- May 4, 2013
Intel is facing its biggest challenge in years. Despite dominating the processor market for desktop PCs and laptops, the emergence of the smartphone and tablet has seemingly caught the company by surprise, with only its Atom offerings to keep it in the game. What the firm needs is for its unbeatable Core technology to scale down to tablets and more energy-efficient laptops in order to head off the challenge from ARM. Its new architecture, dubbed "Haswell", is the first step on the journey to making that happen.
But this new CPU design is not just about power efficiency. In the era of tighter integration between CPU and graphics, Intel's exciting solutions have been somewhat lop-sided - market-leading in terms of pure processing but lagging behind when it comes to integrated GPU technology. With Haswell, Intel is looking to share-steal from AMD and Nvidia in the lucrative premium notebook market, by offering a significantly enhanced integrated graphics chip that makes the need for bundling a low or medium-range GPU alongside their excellent processors a thing of the past.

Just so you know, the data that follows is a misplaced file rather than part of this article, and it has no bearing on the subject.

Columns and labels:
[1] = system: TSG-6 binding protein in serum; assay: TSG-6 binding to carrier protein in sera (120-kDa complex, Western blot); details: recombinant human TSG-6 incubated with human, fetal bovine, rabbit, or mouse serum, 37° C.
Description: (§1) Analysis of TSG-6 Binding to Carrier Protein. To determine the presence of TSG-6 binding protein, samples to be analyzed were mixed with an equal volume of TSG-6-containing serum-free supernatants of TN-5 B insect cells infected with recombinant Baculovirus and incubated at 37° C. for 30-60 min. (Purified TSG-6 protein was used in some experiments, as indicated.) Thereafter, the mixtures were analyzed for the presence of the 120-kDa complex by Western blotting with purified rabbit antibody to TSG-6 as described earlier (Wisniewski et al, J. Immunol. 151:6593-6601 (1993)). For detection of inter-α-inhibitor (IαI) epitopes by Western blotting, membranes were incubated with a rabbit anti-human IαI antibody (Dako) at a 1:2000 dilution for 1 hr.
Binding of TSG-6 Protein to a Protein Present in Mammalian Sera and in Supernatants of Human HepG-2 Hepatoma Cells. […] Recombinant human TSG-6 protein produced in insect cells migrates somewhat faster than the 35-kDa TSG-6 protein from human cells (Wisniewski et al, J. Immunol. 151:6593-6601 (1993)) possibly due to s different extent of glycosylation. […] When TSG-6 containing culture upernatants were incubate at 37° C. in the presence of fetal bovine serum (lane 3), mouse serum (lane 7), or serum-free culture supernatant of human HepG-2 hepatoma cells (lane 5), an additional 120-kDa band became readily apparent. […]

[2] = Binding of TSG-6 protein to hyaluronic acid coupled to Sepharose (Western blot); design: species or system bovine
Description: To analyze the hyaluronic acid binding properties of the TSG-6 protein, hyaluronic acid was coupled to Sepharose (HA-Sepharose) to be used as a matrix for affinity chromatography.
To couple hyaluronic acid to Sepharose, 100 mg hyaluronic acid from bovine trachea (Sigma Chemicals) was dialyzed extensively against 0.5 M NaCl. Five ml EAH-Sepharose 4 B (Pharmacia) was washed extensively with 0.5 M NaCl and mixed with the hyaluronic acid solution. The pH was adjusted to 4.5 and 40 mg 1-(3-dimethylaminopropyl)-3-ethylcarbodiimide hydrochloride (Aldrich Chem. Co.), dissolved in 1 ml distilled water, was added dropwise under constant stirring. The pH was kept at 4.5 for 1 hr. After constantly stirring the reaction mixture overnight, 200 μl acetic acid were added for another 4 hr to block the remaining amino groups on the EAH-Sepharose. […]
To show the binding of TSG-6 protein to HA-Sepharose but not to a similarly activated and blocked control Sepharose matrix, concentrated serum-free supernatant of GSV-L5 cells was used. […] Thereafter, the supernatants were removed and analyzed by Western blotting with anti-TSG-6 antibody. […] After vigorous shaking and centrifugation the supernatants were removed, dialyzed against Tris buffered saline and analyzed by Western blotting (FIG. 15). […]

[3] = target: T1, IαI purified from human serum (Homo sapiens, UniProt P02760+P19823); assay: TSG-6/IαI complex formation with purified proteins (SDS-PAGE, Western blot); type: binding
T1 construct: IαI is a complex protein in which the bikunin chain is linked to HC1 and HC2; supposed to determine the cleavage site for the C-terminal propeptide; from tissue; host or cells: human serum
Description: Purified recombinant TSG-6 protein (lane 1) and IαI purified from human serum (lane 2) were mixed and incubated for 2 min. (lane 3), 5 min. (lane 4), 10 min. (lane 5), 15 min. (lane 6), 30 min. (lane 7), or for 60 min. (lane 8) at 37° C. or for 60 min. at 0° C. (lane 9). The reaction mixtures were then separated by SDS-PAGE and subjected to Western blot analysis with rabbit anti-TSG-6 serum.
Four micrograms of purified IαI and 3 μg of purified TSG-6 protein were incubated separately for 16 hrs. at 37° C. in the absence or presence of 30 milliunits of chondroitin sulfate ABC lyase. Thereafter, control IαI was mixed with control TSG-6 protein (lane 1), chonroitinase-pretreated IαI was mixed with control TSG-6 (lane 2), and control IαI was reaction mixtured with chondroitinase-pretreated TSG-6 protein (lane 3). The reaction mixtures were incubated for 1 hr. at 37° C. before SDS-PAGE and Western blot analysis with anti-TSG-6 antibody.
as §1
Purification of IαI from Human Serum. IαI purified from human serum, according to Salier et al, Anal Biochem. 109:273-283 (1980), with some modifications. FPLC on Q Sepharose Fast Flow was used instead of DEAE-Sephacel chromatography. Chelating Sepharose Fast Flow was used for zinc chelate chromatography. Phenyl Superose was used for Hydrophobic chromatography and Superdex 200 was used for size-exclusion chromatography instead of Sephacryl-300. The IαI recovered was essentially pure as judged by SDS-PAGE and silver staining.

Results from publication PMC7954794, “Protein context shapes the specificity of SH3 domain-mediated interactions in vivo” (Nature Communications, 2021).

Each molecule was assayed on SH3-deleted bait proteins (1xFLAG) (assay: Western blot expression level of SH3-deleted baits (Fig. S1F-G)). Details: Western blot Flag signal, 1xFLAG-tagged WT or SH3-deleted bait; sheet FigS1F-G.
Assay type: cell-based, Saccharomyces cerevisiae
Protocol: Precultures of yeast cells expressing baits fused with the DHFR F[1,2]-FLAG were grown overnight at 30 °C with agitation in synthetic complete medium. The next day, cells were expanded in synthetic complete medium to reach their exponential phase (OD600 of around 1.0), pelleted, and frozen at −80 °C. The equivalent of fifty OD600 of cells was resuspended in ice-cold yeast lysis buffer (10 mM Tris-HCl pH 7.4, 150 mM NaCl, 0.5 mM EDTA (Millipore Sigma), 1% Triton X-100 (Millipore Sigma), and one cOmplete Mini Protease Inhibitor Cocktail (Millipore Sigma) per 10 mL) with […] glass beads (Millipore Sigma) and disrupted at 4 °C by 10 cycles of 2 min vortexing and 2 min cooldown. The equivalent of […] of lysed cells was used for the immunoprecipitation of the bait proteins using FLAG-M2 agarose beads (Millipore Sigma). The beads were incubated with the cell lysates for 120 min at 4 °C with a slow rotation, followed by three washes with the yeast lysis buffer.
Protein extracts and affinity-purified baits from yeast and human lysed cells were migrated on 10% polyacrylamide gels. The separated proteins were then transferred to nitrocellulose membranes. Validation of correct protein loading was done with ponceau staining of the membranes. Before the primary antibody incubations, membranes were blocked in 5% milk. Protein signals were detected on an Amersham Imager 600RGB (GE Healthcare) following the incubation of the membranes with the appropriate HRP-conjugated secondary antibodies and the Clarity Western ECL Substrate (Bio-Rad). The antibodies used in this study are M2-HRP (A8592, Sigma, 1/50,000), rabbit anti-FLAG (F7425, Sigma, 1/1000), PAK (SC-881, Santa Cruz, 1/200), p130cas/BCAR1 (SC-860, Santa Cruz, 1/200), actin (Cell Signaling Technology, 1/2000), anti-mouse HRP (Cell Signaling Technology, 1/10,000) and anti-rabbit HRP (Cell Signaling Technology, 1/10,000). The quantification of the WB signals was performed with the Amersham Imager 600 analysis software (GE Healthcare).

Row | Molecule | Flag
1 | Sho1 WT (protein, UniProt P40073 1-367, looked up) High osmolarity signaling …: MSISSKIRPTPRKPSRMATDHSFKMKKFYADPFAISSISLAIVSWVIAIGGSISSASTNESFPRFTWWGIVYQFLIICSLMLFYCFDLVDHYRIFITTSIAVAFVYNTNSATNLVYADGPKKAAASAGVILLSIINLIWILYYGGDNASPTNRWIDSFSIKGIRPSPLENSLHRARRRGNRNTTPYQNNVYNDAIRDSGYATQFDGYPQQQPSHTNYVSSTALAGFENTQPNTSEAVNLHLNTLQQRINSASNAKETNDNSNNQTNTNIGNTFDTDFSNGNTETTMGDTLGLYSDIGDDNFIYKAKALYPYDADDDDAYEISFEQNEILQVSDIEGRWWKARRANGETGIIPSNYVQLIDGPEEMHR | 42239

To show the fourth-gen Core at its best, ideally we'd be looking at next-gen ultrabooks, laptops or all-in-one PCs, but the first piece of the Haswell jigsaw we're reviewing is the new Core i7 4770K - an enthusiast-level quad-core processor with hyper-threading that ships with a rated 3.5GHz clock-speed, but happily auto-overclocks itself to 3.9GHz if the processor is put under load. Sounds familiar? Well, its predecessor, the Core i7 3770K, had those exact same clock speeds. Haswell has increased performance per clock, but in its desktop guise, it's not really a game-changer.